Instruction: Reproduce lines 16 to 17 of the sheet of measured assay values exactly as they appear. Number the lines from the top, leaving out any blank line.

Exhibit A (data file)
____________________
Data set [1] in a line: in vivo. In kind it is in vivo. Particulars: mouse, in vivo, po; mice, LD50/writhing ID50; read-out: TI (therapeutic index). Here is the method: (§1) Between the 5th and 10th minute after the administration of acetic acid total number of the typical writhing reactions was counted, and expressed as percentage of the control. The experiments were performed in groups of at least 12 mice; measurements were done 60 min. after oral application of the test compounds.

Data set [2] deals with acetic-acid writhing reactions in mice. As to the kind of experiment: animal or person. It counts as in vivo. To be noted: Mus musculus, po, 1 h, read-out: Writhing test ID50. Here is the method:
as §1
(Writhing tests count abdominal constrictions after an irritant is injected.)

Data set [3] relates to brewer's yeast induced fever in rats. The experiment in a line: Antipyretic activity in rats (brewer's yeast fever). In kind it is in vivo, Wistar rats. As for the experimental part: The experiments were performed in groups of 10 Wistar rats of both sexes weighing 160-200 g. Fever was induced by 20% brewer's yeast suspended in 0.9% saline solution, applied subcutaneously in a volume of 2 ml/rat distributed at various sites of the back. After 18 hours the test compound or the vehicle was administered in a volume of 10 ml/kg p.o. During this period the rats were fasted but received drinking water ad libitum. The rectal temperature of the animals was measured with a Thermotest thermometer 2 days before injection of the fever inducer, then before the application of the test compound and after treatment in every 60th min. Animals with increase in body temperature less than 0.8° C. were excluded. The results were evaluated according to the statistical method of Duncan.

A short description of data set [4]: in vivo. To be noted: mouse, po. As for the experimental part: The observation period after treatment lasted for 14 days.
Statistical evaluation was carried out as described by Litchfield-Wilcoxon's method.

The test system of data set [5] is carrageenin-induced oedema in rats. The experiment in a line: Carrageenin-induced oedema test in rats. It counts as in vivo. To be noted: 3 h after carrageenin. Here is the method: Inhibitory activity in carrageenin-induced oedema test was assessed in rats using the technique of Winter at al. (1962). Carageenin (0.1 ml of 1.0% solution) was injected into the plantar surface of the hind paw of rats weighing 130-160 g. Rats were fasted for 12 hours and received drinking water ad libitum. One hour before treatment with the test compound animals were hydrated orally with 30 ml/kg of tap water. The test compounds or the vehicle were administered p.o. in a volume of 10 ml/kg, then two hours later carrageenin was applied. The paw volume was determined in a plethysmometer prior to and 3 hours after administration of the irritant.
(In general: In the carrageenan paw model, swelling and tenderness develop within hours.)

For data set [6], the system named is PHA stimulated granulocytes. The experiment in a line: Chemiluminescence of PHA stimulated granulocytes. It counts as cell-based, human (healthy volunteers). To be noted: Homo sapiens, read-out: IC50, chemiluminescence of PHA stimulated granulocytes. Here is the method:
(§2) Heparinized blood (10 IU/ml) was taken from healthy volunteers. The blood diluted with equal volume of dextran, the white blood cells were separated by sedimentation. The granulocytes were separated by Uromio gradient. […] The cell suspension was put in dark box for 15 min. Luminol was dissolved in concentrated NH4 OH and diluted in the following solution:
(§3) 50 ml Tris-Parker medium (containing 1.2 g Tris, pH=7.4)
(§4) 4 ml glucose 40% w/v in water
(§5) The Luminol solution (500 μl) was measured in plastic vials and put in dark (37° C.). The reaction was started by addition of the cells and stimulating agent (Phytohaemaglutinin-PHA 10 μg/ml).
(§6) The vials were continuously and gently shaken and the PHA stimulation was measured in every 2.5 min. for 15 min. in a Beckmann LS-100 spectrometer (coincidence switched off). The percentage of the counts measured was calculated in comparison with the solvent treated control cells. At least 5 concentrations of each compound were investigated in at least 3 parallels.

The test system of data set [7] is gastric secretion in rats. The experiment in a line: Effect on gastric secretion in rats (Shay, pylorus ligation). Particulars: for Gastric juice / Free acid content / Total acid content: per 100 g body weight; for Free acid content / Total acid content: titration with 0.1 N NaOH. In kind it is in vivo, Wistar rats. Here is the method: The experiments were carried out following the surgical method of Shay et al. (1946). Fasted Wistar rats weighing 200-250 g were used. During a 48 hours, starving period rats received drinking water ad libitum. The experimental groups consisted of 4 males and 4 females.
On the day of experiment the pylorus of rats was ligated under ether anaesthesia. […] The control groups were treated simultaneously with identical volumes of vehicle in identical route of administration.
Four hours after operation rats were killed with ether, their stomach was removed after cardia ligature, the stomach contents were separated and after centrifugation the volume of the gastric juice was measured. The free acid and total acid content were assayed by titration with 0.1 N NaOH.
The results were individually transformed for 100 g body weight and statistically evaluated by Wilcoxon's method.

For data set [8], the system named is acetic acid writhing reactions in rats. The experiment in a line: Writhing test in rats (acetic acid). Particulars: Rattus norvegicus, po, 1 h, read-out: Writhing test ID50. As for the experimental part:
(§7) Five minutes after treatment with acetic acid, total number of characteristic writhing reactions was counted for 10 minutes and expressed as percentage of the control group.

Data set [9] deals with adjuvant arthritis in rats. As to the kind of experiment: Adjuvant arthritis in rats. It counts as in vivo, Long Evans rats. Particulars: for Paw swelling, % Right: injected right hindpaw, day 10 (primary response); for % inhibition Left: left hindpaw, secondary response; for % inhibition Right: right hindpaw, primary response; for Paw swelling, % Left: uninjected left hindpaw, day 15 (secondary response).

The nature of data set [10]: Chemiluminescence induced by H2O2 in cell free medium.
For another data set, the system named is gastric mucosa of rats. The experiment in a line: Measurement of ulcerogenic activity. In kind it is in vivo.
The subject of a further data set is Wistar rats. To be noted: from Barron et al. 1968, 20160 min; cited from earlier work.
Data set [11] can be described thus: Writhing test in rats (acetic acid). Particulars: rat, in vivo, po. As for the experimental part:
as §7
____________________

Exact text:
The test system of data set [7] is gastric secretion in rats. The experiment in a line: Effect on gastric secretion in rats (Shay, pylorus ligation). Particulars: for Gastric juice / Free acid content / Total acid content: per 100 g body weight; for Free acid content / Total acid content: titration with 0.1 N NaOH. In kind it is in vivo, Wistar rats. Here is the method: The experiments were carried out following the surgical method of Shay et al. (1946). Fasted Wistar rats weighing 200-250 g were used. During a 48 hours, starving period rats received drinking water ad libitum. The experimental groups consisted of 4 males and 4 females.
On the day of experiment the pylorus of rats was ligated under ether anaesthesia. […] The control groups were treated simultaneously with identical volumes of vehicle in identical route of administration.